Quote Originally Posted by SonOfWWIIVet View Post
    Thanks again for the color version.
    You're welcome,I'm more than expert in the german military clothes,but I try to search the right colors to this nice photo

  9. #24
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    Default Re: U.S. Pistol M1911A1 .45cal ACP

    I've read that about half of the US "Doughboys" were issued "American Enfields" and that Sgt. York actually used one of these rifles and not a Springfield.

  10. #25
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    Default Re: U.S. Pistol M1911A1 .45cal ACP

    That is certainly true. There were 2.39 million Model 1917 service rifles build by Eddiestone Arsenal, Remington UMC and Winchester Repeating Arms in less than two years of production. They were manufactured after U.S. Ordnance Department revisions were made to the Pattern 1914 machine tools that had earlier produced 1.5 million Pattern 14s for the British. The British contracts had just been filled and the machinery was still in place and idle when the U.S. entered into the Great War. The revisions included changing the caliber from .303 British to .30-06, different sights and changes to the bolt head. They were easier and faster to mass produce than the M1903 Springfield service rifle and almost as accurate at extended ranges. Their numbers in the field outnumbered M1903 service rifles by a margin of more than 3 to 2.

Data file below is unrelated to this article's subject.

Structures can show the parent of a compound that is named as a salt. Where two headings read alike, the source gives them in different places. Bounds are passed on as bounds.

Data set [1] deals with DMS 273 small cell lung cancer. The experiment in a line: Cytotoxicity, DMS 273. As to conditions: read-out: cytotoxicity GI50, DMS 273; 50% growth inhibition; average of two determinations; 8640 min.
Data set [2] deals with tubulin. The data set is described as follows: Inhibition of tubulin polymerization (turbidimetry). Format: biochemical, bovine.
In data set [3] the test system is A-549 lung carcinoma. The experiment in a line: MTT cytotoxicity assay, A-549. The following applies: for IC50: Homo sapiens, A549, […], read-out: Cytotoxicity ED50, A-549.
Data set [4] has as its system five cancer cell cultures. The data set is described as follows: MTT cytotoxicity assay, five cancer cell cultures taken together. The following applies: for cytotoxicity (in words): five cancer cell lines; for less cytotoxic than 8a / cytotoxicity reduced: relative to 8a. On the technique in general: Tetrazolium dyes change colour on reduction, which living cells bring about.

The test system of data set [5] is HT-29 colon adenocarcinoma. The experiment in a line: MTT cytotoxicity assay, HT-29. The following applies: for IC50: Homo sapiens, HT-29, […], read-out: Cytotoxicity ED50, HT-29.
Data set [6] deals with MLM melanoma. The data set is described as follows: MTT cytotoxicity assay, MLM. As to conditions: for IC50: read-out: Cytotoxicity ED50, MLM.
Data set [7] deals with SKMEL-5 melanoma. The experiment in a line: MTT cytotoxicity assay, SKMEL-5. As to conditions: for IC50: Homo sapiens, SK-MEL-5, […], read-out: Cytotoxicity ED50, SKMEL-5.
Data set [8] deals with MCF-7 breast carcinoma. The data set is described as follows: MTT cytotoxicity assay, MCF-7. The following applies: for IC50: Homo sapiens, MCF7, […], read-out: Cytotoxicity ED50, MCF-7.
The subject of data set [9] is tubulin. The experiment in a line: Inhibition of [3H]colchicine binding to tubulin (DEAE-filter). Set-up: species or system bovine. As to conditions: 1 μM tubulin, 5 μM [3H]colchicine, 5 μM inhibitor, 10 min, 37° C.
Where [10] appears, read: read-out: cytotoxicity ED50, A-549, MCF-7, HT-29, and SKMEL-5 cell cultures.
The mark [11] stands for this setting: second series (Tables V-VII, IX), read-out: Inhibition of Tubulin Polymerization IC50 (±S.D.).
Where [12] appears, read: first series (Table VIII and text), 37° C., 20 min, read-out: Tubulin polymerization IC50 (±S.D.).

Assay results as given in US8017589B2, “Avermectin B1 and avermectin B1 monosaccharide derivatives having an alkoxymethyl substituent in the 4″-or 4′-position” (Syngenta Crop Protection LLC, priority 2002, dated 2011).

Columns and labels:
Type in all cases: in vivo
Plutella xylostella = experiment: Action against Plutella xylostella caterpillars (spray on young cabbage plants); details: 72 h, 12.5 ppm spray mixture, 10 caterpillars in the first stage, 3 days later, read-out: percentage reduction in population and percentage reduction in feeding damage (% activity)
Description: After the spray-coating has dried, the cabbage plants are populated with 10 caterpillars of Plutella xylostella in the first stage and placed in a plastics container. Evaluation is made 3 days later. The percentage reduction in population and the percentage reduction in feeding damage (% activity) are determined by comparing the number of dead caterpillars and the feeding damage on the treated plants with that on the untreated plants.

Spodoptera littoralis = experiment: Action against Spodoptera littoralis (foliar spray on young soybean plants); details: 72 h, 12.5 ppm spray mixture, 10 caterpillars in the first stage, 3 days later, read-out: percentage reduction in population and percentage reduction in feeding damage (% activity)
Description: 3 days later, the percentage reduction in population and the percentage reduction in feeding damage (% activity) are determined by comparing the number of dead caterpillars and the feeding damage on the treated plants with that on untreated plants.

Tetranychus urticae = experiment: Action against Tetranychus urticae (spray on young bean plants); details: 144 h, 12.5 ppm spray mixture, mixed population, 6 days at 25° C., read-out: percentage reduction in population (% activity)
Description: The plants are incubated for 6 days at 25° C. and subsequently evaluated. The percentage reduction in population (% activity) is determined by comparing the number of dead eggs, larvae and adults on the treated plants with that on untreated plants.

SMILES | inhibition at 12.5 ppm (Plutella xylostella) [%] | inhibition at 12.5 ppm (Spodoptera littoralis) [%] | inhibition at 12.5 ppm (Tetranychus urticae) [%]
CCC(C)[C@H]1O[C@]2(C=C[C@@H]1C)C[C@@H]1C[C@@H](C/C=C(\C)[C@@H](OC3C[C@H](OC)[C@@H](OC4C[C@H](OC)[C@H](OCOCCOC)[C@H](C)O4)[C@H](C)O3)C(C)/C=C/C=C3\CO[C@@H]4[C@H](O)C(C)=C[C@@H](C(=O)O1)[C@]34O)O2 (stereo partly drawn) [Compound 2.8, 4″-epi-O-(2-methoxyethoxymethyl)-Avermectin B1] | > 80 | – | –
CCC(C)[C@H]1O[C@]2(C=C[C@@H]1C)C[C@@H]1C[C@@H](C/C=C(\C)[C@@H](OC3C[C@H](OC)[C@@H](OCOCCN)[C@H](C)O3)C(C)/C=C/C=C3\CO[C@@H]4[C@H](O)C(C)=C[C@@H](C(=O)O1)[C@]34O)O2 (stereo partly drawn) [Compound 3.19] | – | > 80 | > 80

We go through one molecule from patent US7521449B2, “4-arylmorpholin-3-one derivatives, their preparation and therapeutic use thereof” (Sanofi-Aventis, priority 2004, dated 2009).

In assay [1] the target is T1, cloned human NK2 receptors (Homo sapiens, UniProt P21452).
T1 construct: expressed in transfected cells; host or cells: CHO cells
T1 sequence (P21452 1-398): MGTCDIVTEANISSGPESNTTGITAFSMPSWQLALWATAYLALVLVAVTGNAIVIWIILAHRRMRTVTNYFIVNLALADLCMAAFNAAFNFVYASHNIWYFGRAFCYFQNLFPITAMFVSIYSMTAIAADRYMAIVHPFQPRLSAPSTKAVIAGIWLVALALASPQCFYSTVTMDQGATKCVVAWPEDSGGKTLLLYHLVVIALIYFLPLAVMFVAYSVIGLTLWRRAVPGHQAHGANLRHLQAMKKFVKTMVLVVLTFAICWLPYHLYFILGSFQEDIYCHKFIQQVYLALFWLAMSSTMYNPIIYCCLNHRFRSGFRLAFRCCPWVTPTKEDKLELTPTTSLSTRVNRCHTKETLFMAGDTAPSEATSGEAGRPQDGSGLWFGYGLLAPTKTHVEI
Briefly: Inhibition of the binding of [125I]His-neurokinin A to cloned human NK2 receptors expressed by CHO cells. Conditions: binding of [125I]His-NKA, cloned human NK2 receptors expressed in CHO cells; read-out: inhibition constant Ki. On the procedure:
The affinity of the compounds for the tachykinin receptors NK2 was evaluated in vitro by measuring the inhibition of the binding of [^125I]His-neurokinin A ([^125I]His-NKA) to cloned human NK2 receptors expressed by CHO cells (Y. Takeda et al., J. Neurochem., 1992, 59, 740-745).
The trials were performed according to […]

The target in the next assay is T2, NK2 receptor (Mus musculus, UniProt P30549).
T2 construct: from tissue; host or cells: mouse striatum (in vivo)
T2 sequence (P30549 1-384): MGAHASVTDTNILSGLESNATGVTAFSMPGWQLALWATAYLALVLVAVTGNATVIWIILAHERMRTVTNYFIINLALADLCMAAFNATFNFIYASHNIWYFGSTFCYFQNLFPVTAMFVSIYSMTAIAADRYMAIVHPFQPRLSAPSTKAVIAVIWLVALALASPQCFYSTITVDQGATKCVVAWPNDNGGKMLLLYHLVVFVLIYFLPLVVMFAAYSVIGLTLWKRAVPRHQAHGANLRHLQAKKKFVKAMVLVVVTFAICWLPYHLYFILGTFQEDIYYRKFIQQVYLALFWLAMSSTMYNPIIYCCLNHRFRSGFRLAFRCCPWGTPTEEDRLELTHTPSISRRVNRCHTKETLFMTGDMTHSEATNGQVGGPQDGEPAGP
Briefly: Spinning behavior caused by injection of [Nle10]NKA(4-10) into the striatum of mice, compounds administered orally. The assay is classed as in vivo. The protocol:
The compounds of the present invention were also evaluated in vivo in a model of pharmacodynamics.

When World War I ended, M1917 production ended too. It was decided by the Army to continue M1903 production. The huge inventories of M1917s were used to fill National Guard armories with 200,000 used to arm the Philippine Scouts. Many saw service in World War II.

  11. #26
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    Default Re: U.S. Pistol M1911A1 .45cal ACP

    Quote Originally Posted by muscogeemike View Post